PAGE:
- Carbonate platform,
- Sea level
The Bahama Archipelago consists of an arcuate chain of carbonate platforms. Average water depths on the platform-tops, such as the Great Bahama Bank (GBB), are typically 10 m or less, with coral reef-rimmed margins, thick sediment accumulations, and the frequent occurrence of islands. There are, however, exceptions. For example, Cay Sal Bank (CSB), a little studied detached Bahamian carbonate platform with depths ranging from 30 to 7 m, is only slightly deeper than the GBB, but devoid of islands, lacks platform-margin coral reefs and holds little sediment on the platform-top; the platform is incipiently drowned. CSB is interesting as it is conspicuously larger (6000 sq. km) than other incipiently drowned platforms in the region, such as Serranilla Bank (1100 sq. km) and the Cat Island platform (1500 sq. km). Field and remote sensing data are assembled to provide insight into the sedimentology and geomorphology of the CSB. The influence of ocean climate, regional hydrodynamics, and Holocene flooding history are investigated to understand why platform-margin coral reef growth on CSB has been unable to keep pace with Holocene sea-level rise. A decade of regional sea-surface temperature data for the Bahamas report CSB to be situated in the same ocean climate regime as GBB. Temperature cannot explain the platform's different morphologies. The Florida Current has been evoked as a possible reason for the immature development of platform-top processes on the CSB, but numeric modeling suggests its influence to be restricted to the deep flanks of the bank. Further, sediment distribution on CSB, including infill patterns of karst depressions, suggest trade winds (easterlies) to drive platform-top hydrodynamics. By assembling a satellite-derived bathymetry map, it can be shown that CSB flooded earlier and at relatively higher rates of Holocene sea-level rise than its neighboring platforms. Flooding history is identified as the most feasible explanation for the atypical morphology of the CSB. By contrasting the present-day morphology of the CSB and the GBB, the work emphasizes how subtle differences in relative sea-level history can influence the growth of platform-margin coral reefs, features that in turn can conspire to set even closely neighboring carbonate platforms on divergent paths with regard to the development of marine landforms. This insight is relevant to interpreting the morphological diversity of carbonate platforms in the modern ocean and in the rock record.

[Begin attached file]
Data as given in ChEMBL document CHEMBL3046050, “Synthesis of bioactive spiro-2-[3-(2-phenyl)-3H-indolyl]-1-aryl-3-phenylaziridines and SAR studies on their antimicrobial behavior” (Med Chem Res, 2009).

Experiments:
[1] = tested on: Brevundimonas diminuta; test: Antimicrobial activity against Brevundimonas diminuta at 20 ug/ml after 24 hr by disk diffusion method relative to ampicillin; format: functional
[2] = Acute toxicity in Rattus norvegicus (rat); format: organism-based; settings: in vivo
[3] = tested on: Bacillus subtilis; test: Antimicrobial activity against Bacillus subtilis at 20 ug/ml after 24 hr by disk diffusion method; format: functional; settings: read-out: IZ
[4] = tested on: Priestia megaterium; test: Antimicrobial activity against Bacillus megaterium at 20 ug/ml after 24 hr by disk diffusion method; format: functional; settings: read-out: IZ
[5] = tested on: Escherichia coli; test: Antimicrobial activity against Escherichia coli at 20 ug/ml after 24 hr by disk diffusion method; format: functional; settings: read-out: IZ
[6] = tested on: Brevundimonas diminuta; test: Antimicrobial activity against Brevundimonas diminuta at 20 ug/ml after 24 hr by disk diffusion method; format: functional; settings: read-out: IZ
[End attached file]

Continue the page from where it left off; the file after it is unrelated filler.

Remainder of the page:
Available at: http://works.bepress.com/bernhard-riegl/107/